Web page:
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The Almighty sniffed and said: ‘Jesus, my boy…

France, December 1916. Unidentified members of the Australian 5th Division, enjoying a “smoko” near Mametz, on the Somme

“The main beneficiaries of conflict seem to be ambitious politicians and defence industries. Amidst the patriotic fervour we forget about the damaged individuals and ruined lives that war produces,” writes CLIVE WILLIAMS

SOMETIMES a nation has little option other than going to war, but that hasn’t been the case for Australia since World War II.

Clive Williams.

The main beneficiaries of conflict seem to be ambitious politicians and defence industries. 

Amidst the patriotic fervour we forget about the damaged individuals and ruined lives that war produces. 

Anyway, what I thought I would share with you at the end of 2021 is a poem I found on a loose piece of paper in an old book I bought at Lifeline. 

The poem was probably written during World War I. I haven’t been able to find out who wrote it, but it highlights the hypocrisy of war and deserves wider recognition:

Our day of prayer!

The Almighty sniffed and said: “Jesus, my boy,

There’s a smell rising out of the west;

Do you see that blue vapour surrounding the earth?

I thought it was their day of rest.

 

They’re trying to signal. They’re turning out smoke;

They’re sending a message across.

Tune in the receiver, let’s hear what they say –

These birds that nailed You to the Cross.”

 

So Jesus turned on his latest short wave

And nearly had fourteen blue fits.

He said: “That’s no static, it’s bombs and big guns,

They’re blowing each other to bits.

 

But hold on, they’re praying. They’re down on their knees –

The ones that are not making guns –

They reckon they want You to give them a hand,

They’re fighting a mob called the Huns.

 

The Huns, too, are praying. They’re telling the world

That God is there, leading them on;

And both sides are making the sign of the Cross;

Their parsons have uniforms on.

 

They say, if You help them to slaughter their foes,

And keep all the land that they’ve won,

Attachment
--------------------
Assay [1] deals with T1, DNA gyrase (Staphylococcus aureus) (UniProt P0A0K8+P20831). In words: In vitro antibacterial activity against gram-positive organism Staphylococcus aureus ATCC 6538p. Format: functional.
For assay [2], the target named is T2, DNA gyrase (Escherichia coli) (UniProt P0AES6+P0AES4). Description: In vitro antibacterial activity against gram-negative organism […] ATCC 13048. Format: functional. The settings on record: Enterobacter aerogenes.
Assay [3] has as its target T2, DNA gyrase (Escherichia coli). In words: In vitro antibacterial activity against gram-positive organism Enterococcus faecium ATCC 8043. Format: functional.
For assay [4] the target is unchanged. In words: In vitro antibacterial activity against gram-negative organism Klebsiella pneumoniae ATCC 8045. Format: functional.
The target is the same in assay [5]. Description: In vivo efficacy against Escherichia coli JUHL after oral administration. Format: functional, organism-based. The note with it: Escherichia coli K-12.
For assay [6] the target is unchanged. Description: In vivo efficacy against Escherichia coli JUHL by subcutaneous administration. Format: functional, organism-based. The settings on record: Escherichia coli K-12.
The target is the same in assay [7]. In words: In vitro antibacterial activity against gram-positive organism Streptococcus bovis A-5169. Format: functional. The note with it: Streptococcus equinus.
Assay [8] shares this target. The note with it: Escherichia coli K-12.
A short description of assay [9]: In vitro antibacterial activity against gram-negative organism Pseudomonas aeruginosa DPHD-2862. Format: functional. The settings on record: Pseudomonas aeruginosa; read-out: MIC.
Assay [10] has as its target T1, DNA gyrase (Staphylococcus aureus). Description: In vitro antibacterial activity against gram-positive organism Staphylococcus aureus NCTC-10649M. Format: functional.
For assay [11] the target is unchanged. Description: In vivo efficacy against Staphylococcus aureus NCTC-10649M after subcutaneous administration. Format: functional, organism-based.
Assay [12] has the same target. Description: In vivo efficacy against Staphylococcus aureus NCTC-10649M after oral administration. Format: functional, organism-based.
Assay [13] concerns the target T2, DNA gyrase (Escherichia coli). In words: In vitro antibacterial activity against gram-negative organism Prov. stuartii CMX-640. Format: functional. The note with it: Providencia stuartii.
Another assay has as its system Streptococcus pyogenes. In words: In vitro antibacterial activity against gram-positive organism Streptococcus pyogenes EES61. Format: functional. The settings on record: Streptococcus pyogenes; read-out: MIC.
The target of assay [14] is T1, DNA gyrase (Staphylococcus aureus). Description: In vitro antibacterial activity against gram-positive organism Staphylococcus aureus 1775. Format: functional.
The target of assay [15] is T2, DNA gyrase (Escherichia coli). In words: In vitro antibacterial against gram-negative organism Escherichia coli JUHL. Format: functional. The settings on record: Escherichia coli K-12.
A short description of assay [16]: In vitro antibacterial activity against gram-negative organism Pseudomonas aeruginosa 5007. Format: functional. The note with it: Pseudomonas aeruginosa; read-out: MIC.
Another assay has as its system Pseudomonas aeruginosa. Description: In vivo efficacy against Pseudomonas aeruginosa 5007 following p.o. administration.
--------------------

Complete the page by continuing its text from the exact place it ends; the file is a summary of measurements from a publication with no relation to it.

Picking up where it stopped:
They’ll go to their churches at least once a week,

And cut out a bit of their fun.

 

And there’s an archbishop in vestments and lace,

Between prayers he’s doing his sums;

He’s got to keep up his magnificent church

On profits and rents from the slums. 

 

And, oh! Here’s a beauty. He says he’s the Pope,

With a three-storied crown on his head.

He lives in a Palace. He says he is God.

And collects a few bob from the dead.

 

They’re sinking their ships. They’re shooting their boys. 

They’re bombing their babies as well.”

“Hold on,” said Almighty, “You’d better make sure

You’re tuned into Earth and not Hell.”

 

“Oh, yes, it’s the Earth. I would know it again

By the pomp and the cant of the Church.

They march and parade with the strong and the rich

And leave all the poor in the lurch.

 

Tis two thousand years since I told them the Truth,

To value man more than their lands.

To love one another, to give to the poor –

Just look at the marks on My hands.”

 

Then God said: “Switch off, Son, You’re making me cry,

They’ve learnt nought from You it appears; 

Just leave them to fight we’ll wait and tune in

Again after two thousand years.”

 

Let’s hope that 2022 does not see Australia dragged into a conflict over Taiwan. 

 

 

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Clive Williams

Clive Williams

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3 Responses to The Almighty sniffed and said: ‘Jesus, my boy…

John F. Simmons says: January 6, 2022 at 12:30 pm

Ian Meikle, editor

I am going to share this article with all my 11 grandchildren, the youngest of whom will be voting for the first time this year. Also, the article has reminded me to share with them a letter I wrote to the Canberra Times before any of them voted for the first time. Here it is if you are interested in re publishing it.

Lest we forget: the German cemetery is a moving place too.

Mark Dapin’s article on the Australian War Graves director, Ken Corke (“Lest sabre-rattlers forget: 60,000 dead, November 11, Forum p2) reminded me of a visit to Normandy in 2012.
On the way to visit Pointe Du Hoc, Omaha Beach and the nearby American cemetery, someone suggested we go to see the German cemetery near La Cambe. I was ambivalent, but it proved to be the most moving place I have ever been. Looking again at the photos of that place today has made me feel cold on a warm day. So many teenagers, so many others without a full name or age, presumably rushed into the Nazis’ army. I wonder how many of them thought like Ken Corke; “I felt like they’d want us to do something that I probably may not agree with.”

If you ever go to that part of Normandy, please visit both the American and German cemeteries, notice the contrast, walk among the graves, read the inscriptions, stand still and silent. Contemplate not so much the futility of war, because Hitler started a war that had to be fought, but think of the consequences of wars for individuals and their loved ones, imagine the youngest person you love being there.

I especially want leaders considering armed conflict to take that pilgrimage. To ask themselves is this fight really necessary or in my innermost soul do I really know that I and some of my advisers want to go down in history as “wartime leaders”.

John F. Simmons, Kambah

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Ian Meikle says: January 6, 2022 at 12:37 pm

Dear John,
What a terrific gesture and a terrific letter. Thank you for sharing with us all. Clive will be chuffed, too.
Cheers, Ian M.

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